Recommending aid for holiday giving

In a comment to a NY Times article by Nicholas Kristoff, there is a recommendation, 122, related to saving farming as part of our holiday giving. If people recommend 122, it will rise in the results rank and bring attention to the issues. Here’s the comment:

People do not realize that after taking our jobs and our money, corporations are now doing all they can to destroy small farming and adequate access to food so we will be dependent on them. What better way to be able to set prices wherever they wish, be sure no one will complain anymore about GMOs and pesticides or any other content of the food, and have political control than through withholding food supplies.

Copenhagen just failed but there is an answer available to the public – growing our own food. It not only addresses poverty, hunger, increasing food shortages and the deteriorating safety of food, but experts say can reverse climate change in a relatively short period of time if traditional methods in harmony with nature are used.

I would like to suggest people do two things, with either funds or energy or both –

* Begin immediately at their own home, and in their own community to grow food – starting seeds inside right now, ordering fruit and nut trees and berry bushes for spring, ordering mushroom kits, arranging lighting for indoor food plants, starting greenhouse setups – and then in the spring, with friends and family, building millions of food gardens, and thus the safe local food and good communities we all want.

* Oppose S 510, a corporate “food safety” bill written by Monsanto… that will destroy farming here, and which will be in the Senate in January. And people should be alert and available to support local farmers now in great need because the USDA, FDA and state ag and health departments around the country are coordinating attacks on dairy farmers, small poultry farmers, cattlemen, etc. to get rid of them. The New York Times wrote a great piece last year on the food revolution… but it is being stolen out from under us.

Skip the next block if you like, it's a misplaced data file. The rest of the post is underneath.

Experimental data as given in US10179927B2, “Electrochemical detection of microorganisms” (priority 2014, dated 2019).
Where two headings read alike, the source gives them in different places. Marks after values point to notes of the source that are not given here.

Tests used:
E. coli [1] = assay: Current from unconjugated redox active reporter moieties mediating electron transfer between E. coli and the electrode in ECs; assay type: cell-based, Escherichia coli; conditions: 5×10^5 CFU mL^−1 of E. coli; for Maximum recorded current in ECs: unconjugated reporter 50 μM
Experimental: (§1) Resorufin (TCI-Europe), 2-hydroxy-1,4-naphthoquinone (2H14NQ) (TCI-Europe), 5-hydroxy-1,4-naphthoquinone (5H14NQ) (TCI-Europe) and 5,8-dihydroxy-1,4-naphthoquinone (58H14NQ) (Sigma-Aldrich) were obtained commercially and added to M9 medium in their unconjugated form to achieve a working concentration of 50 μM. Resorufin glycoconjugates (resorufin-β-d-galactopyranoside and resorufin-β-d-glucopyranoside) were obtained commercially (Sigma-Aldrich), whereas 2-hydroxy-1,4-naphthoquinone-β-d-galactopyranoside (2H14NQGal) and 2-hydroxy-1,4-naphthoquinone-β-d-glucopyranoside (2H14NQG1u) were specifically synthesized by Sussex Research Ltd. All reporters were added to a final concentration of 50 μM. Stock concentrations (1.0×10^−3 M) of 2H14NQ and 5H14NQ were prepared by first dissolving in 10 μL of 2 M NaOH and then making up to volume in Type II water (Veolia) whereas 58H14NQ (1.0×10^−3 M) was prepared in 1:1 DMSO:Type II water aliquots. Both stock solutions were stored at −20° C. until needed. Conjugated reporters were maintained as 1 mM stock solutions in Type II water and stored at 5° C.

The gift everyone can give during this hard time is one they should give to themselves and the country – food gardens and abundant small farms. They will support local communities, build jobs and provide food, and rebuild this country starting at its agricultural roots.

And if people want to take this even further, go to India for a conference to use small farming and gardening to reverse climate change.

Conference on Industrial Agriculture and Climate Change
Shiv Chopra, B.V.Sc., M.Sc., Ph.D., Fellow, World Health Organization1


The much touted Copenhagen Conference on Climate Change has gone down in tatters.

While many credible opinions around the world suggest a direct connection between industrial agriculture and climate change, studies indicate a rapid recovery by going back to traditional agriculture. According to these studies, healthier methods of food production could actually be a central solution to all these issues, provided it is cultivated in harmony with nature and not as proffered by the professors of genomics roulette.

Healthier food is one which is equally healthy for all. Food which is cultivated in school yards and family gardens! Food which is not harvested by heavy machinery, or hauled across nations in refrigerated trucks, trawlers, and airplanes! Food which is grown without GMOs, hormones, antibiotics and slaughterhouse waste! Food which is free of germs and not irradiated.

Experience shows that the production of healthy food can neither be entrusted to corporate lobbies nor their government regulators. Nor can it be entrusted to international aid agencies with hidden agendas advancing corporate interests. The only ones who can further this objective are self-relying producers and consumers of food. Therefore, the key objectives for how to advance healthier food production and implicitly climate change should be to focus all primary and secondary school education around traditional, in contrast to, industrial agriculture. At present, approaches to traditional methods of agriculture are being successfully practiced and imparted at a number of non-government institutions in India.2 This needs to expand as a national and international effort in primary and secondary schools.

Toward that end I would like to urge a conference of participants with various backgrounds and interests to discuss these issues at a mutually suitable location in India. The primary objectives of this conference would be to layout a charter for school curriculum and public participation internationally, focused on self-sustaining food production and rural development without corporate assistance.

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